Whether we develop methods for analyzing all of the contentual "products" of popular culture may be less important at this time than the simple realization that there is a context to life, something outside ourselves, our culture, that may influence the growing content of information. Realizing this will at least create a duality to the "trance of content" that holds western culture in a spell. Once the duality is realized truth has a chance to emerge again and find its way out of a paradox. The path to a new world may be in acknowledgement and acceptance of the cycles of life rather than the constant creation of more and more content which serves to blind us to symbolism and its dynamics of cycles, sequence and synchronicity.
The modern world of content becomes like the backlot of a film company with everything little more than false fronts of buildings with only the emptiness of desert and sagebrush behind them. But it is a noisy backlot with much yelling and screaming. As David Shenk notes in Data Smog, in a culture awash with date, there is a tendency to resort to histrionics to get messages across. Information messages become wrapped in titillating packages. We talk louder, wear more color, say more shocking things, show more cleavage. Society becomes more crass and filled with trash TV, hate radio, shock jocks, tort litigation, PR stunts, sexually explicit films and noiser and more evasive ads. As Kathleen Hall Jamieson of the Annenberg School observes, there is the "normalization of hyperbole" in culture. All of this is needed to get through the increasing filters people use to block out all the information.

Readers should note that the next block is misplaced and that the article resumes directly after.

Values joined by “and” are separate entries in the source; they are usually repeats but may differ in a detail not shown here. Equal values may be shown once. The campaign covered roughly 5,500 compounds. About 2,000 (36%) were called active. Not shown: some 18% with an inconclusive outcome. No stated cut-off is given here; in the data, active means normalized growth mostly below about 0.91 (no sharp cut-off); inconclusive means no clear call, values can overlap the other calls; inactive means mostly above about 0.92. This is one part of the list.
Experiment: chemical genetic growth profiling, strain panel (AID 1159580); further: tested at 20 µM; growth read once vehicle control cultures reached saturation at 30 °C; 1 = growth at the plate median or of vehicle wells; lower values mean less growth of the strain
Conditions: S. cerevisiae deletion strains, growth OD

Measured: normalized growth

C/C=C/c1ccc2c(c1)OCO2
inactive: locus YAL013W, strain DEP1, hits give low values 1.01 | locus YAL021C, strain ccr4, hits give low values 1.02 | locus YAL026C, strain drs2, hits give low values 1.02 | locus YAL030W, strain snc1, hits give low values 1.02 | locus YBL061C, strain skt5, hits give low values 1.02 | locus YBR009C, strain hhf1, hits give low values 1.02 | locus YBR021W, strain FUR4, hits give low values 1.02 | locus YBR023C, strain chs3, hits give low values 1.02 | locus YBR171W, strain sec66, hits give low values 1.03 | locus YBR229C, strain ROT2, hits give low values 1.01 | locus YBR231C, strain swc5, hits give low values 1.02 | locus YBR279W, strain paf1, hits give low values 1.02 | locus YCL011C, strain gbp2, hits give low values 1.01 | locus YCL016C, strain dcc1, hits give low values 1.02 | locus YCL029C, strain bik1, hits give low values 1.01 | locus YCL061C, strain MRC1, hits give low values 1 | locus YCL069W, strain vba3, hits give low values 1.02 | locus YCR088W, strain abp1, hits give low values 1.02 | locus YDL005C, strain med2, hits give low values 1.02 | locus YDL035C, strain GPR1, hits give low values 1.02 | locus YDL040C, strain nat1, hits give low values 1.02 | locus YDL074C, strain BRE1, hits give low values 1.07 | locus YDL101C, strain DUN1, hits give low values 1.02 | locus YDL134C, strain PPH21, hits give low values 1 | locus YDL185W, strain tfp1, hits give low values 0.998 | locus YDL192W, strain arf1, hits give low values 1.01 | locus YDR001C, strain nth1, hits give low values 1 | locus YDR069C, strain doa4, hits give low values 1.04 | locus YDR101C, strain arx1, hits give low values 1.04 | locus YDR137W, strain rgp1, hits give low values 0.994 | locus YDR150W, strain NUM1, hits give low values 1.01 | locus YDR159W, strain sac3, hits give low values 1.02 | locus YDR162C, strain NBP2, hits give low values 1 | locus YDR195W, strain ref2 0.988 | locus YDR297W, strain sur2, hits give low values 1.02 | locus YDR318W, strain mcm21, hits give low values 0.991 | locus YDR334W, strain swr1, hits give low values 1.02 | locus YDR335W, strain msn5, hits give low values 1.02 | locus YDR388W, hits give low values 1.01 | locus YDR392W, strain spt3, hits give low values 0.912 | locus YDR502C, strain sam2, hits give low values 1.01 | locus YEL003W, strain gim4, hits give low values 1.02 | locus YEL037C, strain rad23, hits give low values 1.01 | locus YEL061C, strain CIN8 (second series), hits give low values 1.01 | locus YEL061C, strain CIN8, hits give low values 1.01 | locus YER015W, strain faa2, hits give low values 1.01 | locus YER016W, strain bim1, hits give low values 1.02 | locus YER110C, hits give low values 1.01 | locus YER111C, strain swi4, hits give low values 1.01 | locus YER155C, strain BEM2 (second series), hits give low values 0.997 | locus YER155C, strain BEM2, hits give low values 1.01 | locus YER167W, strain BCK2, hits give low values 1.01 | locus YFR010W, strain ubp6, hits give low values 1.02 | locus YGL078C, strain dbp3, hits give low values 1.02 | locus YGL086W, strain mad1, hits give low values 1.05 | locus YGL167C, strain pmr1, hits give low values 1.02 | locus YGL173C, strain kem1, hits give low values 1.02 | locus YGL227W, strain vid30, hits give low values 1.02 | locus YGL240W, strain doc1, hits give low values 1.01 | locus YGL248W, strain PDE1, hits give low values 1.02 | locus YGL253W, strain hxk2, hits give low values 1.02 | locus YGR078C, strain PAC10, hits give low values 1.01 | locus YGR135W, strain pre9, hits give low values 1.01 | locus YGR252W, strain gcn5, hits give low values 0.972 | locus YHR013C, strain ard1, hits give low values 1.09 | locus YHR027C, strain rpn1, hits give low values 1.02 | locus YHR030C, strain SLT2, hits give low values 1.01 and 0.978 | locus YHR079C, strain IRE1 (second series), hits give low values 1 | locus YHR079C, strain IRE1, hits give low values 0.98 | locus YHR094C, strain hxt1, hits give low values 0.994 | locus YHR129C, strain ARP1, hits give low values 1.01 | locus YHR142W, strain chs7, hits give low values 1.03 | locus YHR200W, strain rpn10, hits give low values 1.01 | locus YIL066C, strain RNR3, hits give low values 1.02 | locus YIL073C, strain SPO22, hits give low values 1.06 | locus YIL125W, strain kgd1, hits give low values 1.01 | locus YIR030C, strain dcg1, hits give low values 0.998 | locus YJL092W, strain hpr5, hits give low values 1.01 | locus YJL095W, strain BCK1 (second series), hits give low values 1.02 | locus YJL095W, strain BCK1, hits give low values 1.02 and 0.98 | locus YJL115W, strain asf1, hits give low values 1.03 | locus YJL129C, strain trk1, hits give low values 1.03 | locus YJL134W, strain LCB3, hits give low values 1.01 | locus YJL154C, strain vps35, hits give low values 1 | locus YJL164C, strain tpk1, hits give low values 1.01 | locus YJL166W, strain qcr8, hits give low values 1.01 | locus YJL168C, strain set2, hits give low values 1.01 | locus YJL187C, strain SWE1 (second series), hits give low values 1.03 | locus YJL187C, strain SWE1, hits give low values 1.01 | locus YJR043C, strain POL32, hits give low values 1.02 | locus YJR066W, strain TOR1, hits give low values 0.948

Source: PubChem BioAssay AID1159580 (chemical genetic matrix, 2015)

As Shenk observes, "rather than the world becoming a cozy village, we are instead creating a Tower of Babel, a global skyscraper." Instead of gathering us into the "town square, the new information technology clusters us into social cubicles" with "fewer and fewer central spaces, and not even a common channel." Shenk notes that we seem to have "inadvertently constructed an information economy that works directly against crucial democratic tenets."
Only a few today see the falsefronts and the emptiness behind the glut of information and with its loud hyperbole. But the number grows a little each day. And the dream that culture can flow with cycles rather than fight against them becomes more and more a reality. It may just be one of the real goals of America to see and accept this relatively simple proposition that the East has known for so long.